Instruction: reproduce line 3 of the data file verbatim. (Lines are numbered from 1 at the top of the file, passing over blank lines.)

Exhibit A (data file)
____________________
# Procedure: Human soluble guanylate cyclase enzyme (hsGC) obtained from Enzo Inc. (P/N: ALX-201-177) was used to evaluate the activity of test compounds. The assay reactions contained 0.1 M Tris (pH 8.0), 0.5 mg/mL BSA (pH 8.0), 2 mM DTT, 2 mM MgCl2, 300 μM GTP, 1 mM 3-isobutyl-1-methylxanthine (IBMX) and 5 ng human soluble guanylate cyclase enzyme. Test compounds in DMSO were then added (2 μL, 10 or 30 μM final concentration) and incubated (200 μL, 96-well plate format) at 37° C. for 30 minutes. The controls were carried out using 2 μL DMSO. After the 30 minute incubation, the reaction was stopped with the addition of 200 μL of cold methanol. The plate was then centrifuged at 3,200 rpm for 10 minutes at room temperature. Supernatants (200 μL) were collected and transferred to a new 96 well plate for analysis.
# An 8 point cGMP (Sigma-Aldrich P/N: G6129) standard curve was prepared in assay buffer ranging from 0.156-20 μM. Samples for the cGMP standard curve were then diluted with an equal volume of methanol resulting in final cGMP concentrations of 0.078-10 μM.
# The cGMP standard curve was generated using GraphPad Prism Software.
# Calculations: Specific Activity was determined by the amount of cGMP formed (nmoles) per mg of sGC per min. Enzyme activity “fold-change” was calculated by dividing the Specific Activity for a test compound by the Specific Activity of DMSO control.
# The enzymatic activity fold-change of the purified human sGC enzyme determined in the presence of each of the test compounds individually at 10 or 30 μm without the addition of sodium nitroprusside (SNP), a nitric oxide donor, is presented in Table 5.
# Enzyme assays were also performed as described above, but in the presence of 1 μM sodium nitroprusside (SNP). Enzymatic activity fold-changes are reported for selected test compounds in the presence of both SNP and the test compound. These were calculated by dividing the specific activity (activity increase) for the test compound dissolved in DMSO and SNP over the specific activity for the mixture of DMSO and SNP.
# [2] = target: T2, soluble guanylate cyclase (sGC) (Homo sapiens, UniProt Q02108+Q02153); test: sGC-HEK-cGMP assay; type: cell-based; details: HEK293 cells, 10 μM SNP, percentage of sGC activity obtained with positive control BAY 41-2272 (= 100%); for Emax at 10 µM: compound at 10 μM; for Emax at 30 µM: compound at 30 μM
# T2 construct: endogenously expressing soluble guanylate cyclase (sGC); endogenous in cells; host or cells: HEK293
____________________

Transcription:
# The cGMP standard curve was generated using GraphPad Prism Software.